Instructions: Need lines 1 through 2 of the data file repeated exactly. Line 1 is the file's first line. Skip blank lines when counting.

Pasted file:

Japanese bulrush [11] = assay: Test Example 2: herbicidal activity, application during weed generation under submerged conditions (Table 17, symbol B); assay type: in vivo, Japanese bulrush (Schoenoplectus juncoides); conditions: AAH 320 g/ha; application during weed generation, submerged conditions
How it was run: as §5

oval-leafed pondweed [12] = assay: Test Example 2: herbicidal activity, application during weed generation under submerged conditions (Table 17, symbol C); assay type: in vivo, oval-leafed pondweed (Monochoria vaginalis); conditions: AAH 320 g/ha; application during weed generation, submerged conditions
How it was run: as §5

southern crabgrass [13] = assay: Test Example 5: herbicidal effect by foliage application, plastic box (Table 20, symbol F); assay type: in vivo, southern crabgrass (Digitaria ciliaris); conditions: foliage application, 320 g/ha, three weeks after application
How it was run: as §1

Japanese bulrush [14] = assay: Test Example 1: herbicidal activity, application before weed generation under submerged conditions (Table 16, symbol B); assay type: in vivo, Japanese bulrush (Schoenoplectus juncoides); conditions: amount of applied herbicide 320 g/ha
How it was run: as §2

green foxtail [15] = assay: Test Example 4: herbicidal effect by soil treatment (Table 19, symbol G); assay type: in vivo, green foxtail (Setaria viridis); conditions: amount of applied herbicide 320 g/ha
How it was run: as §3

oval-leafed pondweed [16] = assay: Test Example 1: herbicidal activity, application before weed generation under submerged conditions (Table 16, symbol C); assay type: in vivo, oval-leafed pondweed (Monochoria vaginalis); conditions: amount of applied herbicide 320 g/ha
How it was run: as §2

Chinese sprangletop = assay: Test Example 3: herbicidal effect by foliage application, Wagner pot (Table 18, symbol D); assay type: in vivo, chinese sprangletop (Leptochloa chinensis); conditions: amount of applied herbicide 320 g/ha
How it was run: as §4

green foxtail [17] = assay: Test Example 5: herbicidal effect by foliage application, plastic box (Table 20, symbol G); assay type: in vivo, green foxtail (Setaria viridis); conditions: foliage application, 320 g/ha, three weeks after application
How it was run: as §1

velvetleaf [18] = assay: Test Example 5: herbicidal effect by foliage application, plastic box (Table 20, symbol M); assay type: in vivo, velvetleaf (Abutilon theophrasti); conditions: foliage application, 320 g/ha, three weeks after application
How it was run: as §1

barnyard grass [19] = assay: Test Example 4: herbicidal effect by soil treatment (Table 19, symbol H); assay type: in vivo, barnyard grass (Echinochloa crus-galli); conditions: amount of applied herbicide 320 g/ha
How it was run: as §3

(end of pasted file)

Japanese bulrush [11] = assay: Test Example 2: herbicidal activity, application during weed generation under submerged conditions (Table 17, symbol B); assay type: in vivo, Japanese bulrush (Schoenoplectus juncoides); conditions: AAH 320 g/ha; application during weed generation, submerged conditions
How it was run: as §5